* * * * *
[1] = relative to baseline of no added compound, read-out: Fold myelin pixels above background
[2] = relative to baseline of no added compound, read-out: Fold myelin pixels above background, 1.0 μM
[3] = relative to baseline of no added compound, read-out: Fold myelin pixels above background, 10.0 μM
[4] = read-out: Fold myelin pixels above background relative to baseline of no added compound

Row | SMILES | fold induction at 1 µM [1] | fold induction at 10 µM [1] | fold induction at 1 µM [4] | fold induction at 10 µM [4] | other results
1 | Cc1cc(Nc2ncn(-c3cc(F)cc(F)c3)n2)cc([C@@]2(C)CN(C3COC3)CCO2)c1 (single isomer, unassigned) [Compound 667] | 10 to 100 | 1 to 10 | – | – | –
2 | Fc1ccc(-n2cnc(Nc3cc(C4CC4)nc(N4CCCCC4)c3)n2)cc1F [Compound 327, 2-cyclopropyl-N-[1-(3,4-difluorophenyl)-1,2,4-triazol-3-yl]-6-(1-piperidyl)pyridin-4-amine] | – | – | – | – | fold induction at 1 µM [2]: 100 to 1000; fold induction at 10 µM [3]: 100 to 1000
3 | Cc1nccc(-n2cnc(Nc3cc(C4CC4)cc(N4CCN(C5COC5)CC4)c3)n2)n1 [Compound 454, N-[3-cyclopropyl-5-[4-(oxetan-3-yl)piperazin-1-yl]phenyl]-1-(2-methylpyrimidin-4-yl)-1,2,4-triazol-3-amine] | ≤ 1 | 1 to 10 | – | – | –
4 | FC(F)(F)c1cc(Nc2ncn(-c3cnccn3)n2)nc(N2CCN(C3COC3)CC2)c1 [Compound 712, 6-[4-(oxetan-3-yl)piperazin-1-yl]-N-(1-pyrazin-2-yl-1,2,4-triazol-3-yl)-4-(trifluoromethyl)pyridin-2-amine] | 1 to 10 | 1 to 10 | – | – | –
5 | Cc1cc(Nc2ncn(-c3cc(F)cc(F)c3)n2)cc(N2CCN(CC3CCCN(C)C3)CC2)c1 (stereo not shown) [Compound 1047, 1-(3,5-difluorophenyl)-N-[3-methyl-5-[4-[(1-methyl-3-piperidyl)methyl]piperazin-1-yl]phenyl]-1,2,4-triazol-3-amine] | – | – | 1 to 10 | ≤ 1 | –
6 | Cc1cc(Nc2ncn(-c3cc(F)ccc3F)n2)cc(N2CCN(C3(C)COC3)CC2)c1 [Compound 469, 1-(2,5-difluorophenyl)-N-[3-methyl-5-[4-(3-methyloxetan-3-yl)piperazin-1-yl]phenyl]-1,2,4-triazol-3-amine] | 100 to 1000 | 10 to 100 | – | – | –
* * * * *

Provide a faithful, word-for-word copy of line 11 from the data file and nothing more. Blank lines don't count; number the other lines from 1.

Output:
6 | Cc1cc(Nc2ncn(-c3cc(F)ccc3F)n2)cc(N2CCN(C3(C)COC3)CC2)c1 [Compound 469, 1-(2,5-difluorophenyl)-N-[3-methyl-5-[4-(3-methyloxetan-3-yl)piperazin-1-yl]phenyl]-1,2,4-triazol-3-amine] | 100 to 1000 | 10 to 100 | – | – | –